For reasons clear perhaps only to the French establishment and French feminist groups, the government is phasing out the lovely and elegant word “mademoiselle.” As of now, it is to be stricken from all official documents.

A married woman is “madame,” an unmarried woman is “mademoiselle.” Men are simply “monsieur.” The argument is that women should not be needlessly forced to reveal their marital status.

The government arrived perhaps rather late to this controversy, and, as the Associated Press points out, “It’s all the more strange given that French young people widely shun matrimony, and more than half of French children are born to unmarried parents.”

Americans finessed the difference between “Mrs.” and “Miss” with the handy construct “Ms.,” pronounced “miz” and not really short for anything. The French are welcome to the usage, but they feel that far too many Americanisms have infiltrated their language already. Still, “Ms.” is there if they need it.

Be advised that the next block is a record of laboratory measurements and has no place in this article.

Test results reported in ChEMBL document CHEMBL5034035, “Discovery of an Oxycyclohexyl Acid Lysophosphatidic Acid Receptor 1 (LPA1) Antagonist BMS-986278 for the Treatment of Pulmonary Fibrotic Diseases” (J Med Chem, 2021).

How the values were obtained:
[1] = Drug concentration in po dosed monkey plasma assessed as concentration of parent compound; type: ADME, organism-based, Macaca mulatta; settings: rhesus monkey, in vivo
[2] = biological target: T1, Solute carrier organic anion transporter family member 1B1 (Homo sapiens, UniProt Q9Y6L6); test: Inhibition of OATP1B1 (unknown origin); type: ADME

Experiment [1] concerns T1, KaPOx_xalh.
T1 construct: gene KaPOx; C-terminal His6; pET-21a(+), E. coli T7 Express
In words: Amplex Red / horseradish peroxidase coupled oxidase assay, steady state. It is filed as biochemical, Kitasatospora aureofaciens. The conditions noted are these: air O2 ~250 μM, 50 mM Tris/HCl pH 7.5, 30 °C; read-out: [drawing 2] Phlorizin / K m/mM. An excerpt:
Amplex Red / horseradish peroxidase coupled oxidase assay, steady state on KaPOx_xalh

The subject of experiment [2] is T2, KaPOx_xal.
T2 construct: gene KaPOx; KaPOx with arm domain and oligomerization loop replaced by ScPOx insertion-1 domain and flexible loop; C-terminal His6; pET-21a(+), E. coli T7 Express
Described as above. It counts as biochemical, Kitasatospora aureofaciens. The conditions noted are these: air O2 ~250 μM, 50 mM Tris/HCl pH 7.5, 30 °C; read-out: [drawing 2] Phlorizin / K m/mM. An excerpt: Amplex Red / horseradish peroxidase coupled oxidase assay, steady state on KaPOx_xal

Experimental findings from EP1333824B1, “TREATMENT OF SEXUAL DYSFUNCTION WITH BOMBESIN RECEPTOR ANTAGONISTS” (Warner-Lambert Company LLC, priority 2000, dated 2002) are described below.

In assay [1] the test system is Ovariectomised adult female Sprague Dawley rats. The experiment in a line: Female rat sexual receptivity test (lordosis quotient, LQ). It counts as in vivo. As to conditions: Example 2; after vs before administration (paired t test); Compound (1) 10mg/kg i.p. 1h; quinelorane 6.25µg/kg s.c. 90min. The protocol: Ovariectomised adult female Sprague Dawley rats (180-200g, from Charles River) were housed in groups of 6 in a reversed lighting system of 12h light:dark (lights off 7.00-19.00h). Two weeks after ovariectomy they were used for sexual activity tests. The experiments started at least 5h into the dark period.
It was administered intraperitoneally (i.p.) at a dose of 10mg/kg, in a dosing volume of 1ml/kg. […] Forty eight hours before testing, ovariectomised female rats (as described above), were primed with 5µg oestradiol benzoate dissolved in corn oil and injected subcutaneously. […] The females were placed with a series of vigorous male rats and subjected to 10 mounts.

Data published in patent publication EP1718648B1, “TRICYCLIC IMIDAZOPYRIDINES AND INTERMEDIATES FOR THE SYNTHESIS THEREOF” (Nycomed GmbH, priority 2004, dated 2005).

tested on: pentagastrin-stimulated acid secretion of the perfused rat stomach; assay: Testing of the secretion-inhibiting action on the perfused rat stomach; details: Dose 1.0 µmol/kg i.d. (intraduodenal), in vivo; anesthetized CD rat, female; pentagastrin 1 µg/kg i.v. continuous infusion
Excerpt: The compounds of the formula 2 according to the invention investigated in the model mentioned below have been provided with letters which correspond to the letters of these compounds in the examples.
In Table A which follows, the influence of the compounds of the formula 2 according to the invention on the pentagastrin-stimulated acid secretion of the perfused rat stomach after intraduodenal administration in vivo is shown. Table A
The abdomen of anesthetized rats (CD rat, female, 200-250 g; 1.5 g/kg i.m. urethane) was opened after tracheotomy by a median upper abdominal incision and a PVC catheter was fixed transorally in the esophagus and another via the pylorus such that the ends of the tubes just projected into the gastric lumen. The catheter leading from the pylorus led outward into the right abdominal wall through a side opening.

Actually, the handwriting on the wall for “mademoiselle” might have been apparent here even earlier, when a popular women’s magazine of that name went out of business in 2001.

Since the term will one day be archaic and perhaps drop out of use, the government’s dictum rather makes an orphan out of the World War I marching song “Mademoiselle from Armentieres,” whose lyrics ranged from the ribald to the frankly obscene.

The song does have the immortal chorus, “Hinky, dinky, parlay voo.” On further reflection, maybe it is time to retire “mademoiselle.”

Editorial by Dale McFeatters, Scripps Howard News Service

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